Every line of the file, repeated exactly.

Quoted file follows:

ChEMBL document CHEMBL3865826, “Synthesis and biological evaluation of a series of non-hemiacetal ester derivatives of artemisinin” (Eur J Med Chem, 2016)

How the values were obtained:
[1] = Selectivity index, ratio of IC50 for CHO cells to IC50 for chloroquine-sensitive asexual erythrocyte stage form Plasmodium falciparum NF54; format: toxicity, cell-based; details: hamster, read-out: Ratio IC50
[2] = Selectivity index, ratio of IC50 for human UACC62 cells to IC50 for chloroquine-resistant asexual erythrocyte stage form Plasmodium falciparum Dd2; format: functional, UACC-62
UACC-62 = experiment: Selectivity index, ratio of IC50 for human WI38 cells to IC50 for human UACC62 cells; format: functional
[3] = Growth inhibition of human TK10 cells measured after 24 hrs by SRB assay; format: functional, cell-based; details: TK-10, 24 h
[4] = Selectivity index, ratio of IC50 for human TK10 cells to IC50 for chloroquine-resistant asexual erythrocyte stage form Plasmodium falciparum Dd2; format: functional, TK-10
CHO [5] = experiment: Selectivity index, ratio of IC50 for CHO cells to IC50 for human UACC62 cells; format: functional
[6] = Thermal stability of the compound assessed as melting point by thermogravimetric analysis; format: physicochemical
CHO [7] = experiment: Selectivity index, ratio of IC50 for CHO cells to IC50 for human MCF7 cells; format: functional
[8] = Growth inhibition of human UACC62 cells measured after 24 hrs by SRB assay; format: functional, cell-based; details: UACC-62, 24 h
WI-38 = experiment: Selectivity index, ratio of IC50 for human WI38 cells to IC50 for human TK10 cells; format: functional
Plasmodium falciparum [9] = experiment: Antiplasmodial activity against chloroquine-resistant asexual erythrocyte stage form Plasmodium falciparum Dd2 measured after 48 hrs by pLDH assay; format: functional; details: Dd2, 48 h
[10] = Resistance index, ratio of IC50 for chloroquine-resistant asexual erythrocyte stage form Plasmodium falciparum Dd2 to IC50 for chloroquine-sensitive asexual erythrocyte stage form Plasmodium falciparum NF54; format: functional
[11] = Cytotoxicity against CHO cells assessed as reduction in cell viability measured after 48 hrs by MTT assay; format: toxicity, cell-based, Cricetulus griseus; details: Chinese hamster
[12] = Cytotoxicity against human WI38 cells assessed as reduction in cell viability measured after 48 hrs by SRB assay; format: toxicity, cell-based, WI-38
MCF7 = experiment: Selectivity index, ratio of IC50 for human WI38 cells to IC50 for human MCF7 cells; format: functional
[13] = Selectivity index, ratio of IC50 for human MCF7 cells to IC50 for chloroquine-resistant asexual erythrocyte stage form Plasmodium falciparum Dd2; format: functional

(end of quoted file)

ChEMBL document CHEMBL3865826, “Synthesis and biological evaluation of a series of non-hemiacetal ester derivatives of artemisinin” (Eur J Med Chem, 2016)

How the values were obtained:
[1] = Selectivity index, ratio of IC50 for CHO cells to IC50 for chloroquine-sensitive asexual erythrocyte stage form Plasmodium falciparum NF54; format: toxicity, cell-based; details: hamster, read-out: Ratio IC50
[2] = Selectivity index, ratio of IC50 for human UACC62 cells to IC50 for chloroquine-resistant asexual erythrocyte stage form Plasmodium falciparum Dd2; format: functional, UACC-62
UACC-62 = experiment: Selectivity index, ratio of IC50 for human WI38 cells to IC50 for human UACC62 cells; format: functional
[3] = Growth inhibition of human TK10 cells measured after 24 hrs by SRB assay; format: functional, cell-based; details: TK-10, 24 h
[4] = Selectivity index, ratio of IC50 for human TK10 cells to IC50 for chloroquine-resistant asexual erythrocyte stage form Plasmodium falciparum Dd2; format: functional, TK-10
CHO [5] = experiment: Selectivity index, ratio of IC50 for CHO cells to IC50 for human UACC62 cells; format: functional
[6] = Thermal stability of the compound assessed as melting point by thermogravimetric analysis; format: physicochemical
CHO [7] = experiment: Selectivity index, ratio of IC50 for CHO cells to IC50 for human MCF7 cells; format: functional
[8] = Growth inhibition of human UACC62 cells measured after 24 hrs by SRB assay; format: functional, cell-based; details: UACC-62, 24 h
WI-38 = experiment: Selectivity index, ratio of IC50 for human WI38 cells to IC50 for human TK10 cells; format: functional
Plasmodium falciparum [9] = experiment: Antiplasmodial activity against chloroquine-resistant asexual erythrocyte stage form Plasmodium falciparum Dd2 measured after 48 hrs by pLDH assay; format: functional; details: Dd2, 48 h
[10] = Resistance index, ratio of IC50 for chloroquine-resistant asexual erythrocyte stage form Plasmodium falciparum Dd2 to IC50 for chloroquine-sensitive asexual erythrocyte stage form Plasmodium falciparum NF54; format: functional
[11] = Cytotoxicity against CHO cells assessed as reduction in cell viability measured after 48 hrs by MTT assay; format: toxicity, cell-based, Cricetulus griseus; details: Chinese hamster
[12] = Cytotoxicity against human WI38 cells assessed as reduction in cell viability measured after 48 hrs by SRB assay; format: toxicity, cell-based, WI-38
MCF7 = experiment: Selectivity index, ratio of IC50 for human WI38 cells to IC50 for human MCF7 cells; format: functional
[13] = Selectivity index, ratio of IC50 for human MCF7 cells to IC50 for chloroquine-resistant asexual erythrocyte stage form Plasmodium falciparum Dd2; format: functional